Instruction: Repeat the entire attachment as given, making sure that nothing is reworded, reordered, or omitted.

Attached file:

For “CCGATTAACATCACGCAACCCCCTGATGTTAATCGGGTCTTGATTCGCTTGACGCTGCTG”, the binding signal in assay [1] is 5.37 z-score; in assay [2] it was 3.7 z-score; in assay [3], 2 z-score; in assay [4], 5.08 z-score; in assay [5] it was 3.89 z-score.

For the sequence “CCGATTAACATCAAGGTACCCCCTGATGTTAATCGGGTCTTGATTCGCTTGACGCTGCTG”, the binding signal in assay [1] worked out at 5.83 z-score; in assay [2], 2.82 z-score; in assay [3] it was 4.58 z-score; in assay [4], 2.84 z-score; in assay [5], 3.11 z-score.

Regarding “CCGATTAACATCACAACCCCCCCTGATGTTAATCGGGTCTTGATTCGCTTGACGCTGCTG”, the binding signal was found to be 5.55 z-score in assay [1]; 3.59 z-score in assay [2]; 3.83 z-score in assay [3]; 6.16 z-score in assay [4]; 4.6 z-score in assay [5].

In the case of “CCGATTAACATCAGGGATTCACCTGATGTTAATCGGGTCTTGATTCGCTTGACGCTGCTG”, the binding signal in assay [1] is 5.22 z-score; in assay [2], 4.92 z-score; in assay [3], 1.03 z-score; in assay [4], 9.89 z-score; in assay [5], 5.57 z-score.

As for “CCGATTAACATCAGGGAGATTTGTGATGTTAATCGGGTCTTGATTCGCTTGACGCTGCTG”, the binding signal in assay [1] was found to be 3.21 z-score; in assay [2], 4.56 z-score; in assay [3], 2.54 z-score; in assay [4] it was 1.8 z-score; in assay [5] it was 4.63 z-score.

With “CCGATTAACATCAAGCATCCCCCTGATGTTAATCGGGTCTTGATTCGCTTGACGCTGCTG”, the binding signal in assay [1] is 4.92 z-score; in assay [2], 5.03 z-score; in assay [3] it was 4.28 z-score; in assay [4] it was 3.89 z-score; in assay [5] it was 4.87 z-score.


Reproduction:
For “CCGATTAACATCACGCAACCCCCTGATGTTAATCGGGTCTTGATTCGCTTGACGCTGCTG”, the binding signal in assay [1] is 5.37 z-score; in assay [2] it was 3.7 z-score; in assay [3], 2 z-score; in assay [4], 5.08 z-score; in assay [5] it was 3.89 z-score.

For the sequence “CCGATTAACATCAAGGTACCCCCTGATGTTAATCGGGTCTTGATTCGCTTGACGCTGCTG”, the binding signal in assay [1] worked out at 5.83 z-score; in assay [2], 2.82 z-score; in assay [3] it was 4.58 z-score; in assay [4], 2.84 z-score; in assay [5], 3.11 z-score.

Regarding “CCGATTAACATCACAACCCCCCCTGATGTTAATCGGGTCTTGATTCGCTTGACGCTGCTG”, the binding signal was found to be 5.55 z-score in assay [1]; 3.59 z-score in assay [2]; 3.83 z-score in assay [3]; 6.16 z-score in assay [4]; 4.6 z-score in assay [5].

In the case of “CCGATTAACATCAGGGATTCACCTGATGTTAATCGGGTCTTGATTCGCTTGACGCTGCTG”, the binding signal in assay [1] is 5.22 z-score; in assay [2], 4.92 z-score; in assay [3], 1.03 z-score; in assay [4], 9.89 z-score; in assay [5], 5.57 z-score.

As for “CCGATTAACATCAGGGAGATTTGTGATGTTAATCGGGTCTTGATTCGCTTGACGCTGCTG”, the binding signal in assay [1] was found to be 3.21 z-score; in assay [2], 4.56 z-score; in assay [3], 2.54 z-score; in assay [4] it was 1.8 z-score; in assay [5] it was 4.63 z-score.

With “CCGATTAACATCAAGCATCCCCCTGATGTTAATCGGGTCTTGATTCGCTTGACGCTGCTG”, the binding signal in assay [1] is 4.92 z-score; in assay [2], 5.03 z-score; in assay [3] it was 4.28 z-score; in assay [4] it was 3.89 z-score; in assay [5] it was 4.87 z-score.